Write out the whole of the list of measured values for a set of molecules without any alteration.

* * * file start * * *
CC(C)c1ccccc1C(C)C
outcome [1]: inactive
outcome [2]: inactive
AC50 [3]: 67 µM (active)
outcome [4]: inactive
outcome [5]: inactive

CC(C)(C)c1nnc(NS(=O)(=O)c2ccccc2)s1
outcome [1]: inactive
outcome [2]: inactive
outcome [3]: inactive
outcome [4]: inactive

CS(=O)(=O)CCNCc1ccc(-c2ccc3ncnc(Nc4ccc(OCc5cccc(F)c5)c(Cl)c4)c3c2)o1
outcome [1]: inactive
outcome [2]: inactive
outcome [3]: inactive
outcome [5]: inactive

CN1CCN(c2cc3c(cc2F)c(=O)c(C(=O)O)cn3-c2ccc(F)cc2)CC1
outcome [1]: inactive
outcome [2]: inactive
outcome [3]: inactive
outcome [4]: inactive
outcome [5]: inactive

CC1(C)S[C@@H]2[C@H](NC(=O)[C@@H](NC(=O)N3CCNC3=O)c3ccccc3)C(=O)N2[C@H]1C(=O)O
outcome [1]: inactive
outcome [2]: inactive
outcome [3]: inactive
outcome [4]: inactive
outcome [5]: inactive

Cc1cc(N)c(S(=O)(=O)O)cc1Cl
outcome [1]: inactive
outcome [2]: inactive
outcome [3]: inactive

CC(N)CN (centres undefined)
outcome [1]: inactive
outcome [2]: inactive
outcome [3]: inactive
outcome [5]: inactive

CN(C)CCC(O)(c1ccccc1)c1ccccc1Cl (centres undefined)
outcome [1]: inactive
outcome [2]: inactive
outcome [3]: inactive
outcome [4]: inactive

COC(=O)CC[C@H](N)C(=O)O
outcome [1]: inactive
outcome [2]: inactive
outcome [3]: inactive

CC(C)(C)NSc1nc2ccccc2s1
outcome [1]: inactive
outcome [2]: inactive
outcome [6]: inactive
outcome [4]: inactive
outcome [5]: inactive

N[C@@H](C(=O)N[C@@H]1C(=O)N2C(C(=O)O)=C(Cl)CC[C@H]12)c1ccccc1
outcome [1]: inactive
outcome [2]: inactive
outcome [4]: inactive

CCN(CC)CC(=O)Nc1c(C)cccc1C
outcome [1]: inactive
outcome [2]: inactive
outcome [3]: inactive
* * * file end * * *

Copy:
CC(C)c1ccccc1C(C)C
outcome [1]: inactive
outcome [2]: inactive
AC50 [3]: 67 µM (active)
outcome [4]: inactive
outcome [5]: inactive

CC(C)(C)c1nnc(NS(=O)(=O)c2ccccc2)s1
outcome [1]: inactive
outcome [2]: inactive
outcome [3]: inactive
outcome [4]: inactive

CS(=O)(=O)CCNCc1ccc(-c2ccc3ncnc(Nc4ccc(OCc5cccc(F)c5)c(Cl)c4)c3c2)o1
outcome [1]: inactive
outcome [2]: inactive
outcome [3]: inactive
outcome [5]: inactive

CN1CCN(c2cc3c(cc2F)c(=O)c(C(=O)O)cn3-c2ccc(F)cc2)CC1
outcome [1]: inactive
outcome [2]: inactive
outcome [3]: inactive
outcome [4]: inactive
outcome [5]: inactive

CC1(C)S[C@@H]2[C@H](NC(=O)[C@@H](NC(=O)N3CCNC3=O)c3ccccc3)C(=O)N2[C@H]1C(=O)O
outcome [1]: inactive
outcome [2]: inactive
outcome [3]: inactive
outcome [4]: inactive
outcome [5]: inactive

Cc1cc(N)c(S(=O)(=O)O)cc1Cl
outcome [1]: inactive
outcome [2]: inactive
outcome [3]: inactive

CC(N)CN (centres undefined)
outcome [1]: inactive
outcome [2]: inactive
outcome [3]: inactive
outcome [5]: inactive

CN(C)CCC(O)(c1ccccc1)c1ccccc1Cl (centres undefined)
outcome [1]: inactive
outcome [2]: inactive
outcome [3]: inactive
outcome [4]: inactive

COC(=O)CC[C@H](N)C(=O)O
outcome [1]: inactive
outcome [2]: inactive
outcome [3]: inactive

CC(C)(C)NSc1nc2ccccc2s1
outcome [1]: inactive
outcome [2]: inactive
outcome [6]: inactive
outcome [4]: inactive
outcome [5]: inactive

N[C@@H](C(=O)N[C@@H]1C(=O)N2C(C(=O)O)=C(Cl)CC[C@H]12)c1ccccc1
outcome [1]: inactive
outcome [2]: inactive
outcome [4]: inactive

CCN(CC)CC(=O)Nc1c(C)cccc1C
outcome [1]: inactive
outcome [2]: inactive
outcome [3]: inactive